Ya, sorry, it's actually the same gear as my Aff set, I just tend to log out in that Demo spec because I use it for soloing. Makes it a pain to do an import, though.

    On the hit note, I *do* agree that hitcap has qualitative benefits, not the least of which is not having to pay attention for and react to misses, which allows far more attention for boss mechanics and for optimizing proc usage on DoTs. Depending on the user, these more abstract effects *may* overpower the additional DPS benefit of base stats inherent in sub-cap. Personally, *I* hitcap, despite my argumentation against it, because I'm also the raid leader, so I *need* to have as much attention as I can on the fight, since I have to not only optimize my own performance, but watch the overall progress of the fight and keep the raid organized and working together properly.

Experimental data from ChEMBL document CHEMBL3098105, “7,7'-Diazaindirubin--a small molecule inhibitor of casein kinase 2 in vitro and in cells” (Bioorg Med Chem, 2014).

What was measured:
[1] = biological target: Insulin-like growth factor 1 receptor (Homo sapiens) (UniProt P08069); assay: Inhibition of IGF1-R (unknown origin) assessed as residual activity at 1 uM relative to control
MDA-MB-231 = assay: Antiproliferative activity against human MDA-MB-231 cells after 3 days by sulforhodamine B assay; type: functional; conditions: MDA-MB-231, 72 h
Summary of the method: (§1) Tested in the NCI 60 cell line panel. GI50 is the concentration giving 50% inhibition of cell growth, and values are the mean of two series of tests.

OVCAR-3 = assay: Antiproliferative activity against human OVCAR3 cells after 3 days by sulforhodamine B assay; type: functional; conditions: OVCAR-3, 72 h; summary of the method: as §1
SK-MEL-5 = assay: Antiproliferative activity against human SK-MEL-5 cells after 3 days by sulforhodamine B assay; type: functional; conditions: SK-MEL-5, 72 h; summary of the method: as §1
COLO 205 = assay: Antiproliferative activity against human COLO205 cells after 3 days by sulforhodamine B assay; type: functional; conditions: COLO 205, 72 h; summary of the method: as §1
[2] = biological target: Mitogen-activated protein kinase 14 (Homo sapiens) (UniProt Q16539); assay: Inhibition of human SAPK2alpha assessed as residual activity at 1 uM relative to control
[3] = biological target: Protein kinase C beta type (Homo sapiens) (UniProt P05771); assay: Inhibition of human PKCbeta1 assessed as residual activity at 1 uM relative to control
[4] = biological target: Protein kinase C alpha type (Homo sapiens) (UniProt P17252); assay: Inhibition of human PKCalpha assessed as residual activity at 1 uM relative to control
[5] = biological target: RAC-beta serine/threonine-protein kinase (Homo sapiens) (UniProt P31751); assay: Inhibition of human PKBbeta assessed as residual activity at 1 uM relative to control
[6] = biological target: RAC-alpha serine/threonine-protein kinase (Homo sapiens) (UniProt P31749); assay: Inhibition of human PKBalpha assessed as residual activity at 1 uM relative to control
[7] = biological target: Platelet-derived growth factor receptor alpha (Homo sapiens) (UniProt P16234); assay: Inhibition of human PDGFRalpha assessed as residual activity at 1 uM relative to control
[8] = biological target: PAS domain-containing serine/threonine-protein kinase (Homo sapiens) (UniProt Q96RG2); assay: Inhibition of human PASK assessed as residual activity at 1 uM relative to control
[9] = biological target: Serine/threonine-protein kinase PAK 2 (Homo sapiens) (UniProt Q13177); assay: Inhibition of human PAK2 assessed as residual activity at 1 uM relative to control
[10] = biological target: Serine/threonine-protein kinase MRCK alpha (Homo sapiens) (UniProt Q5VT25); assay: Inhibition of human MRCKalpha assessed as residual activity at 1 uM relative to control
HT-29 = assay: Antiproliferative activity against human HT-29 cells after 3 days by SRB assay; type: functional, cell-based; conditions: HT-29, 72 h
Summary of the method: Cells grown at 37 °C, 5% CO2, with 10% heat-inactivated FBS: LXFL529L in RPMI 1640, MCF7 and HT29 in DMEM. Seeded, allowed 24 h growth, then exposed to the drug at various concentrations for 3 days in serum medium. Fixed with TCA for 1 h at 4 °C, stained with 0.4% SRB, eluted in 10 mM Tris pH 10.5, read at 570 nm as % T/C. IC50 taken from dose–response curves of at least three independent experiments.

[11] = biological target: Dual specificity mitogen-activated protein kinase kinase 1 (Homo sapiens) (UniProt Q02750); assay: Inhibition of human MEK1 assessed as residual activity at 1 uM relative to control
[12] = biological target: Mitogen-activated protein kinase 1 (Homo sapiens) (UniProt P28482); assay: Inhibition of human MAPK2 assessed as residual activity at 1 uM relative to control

I'm just arguing that for *true* ideal-scenario optimization, hitcap is sub-optimal. For those with Dalek-level concentration, it's proper to not be hitcapped. For most people, whether you are hitcapped and if no how far below the cap you are should be entirely based on how well you can pay attention for misses while also managing fight mechanics properly.
  10. Unregistered's Avatar
    Please keep in mind that 99.xxx % of published/quoted scaling values from SimC are from default options settings like 'Patchwerk type fight', 'single target' and 'Next to perfect player'. As soon as you play with these options towards 'high movement', 'multiple adds' and 'just me' scaling values tend to shift from mastery>>haste>hit towards haste>=hit>mastery.

    But as today's habit in nearly every niche tends to break things down to just 1 number, we'll have to live with 'old school' vs. 'new age pros'. Just my 2 cents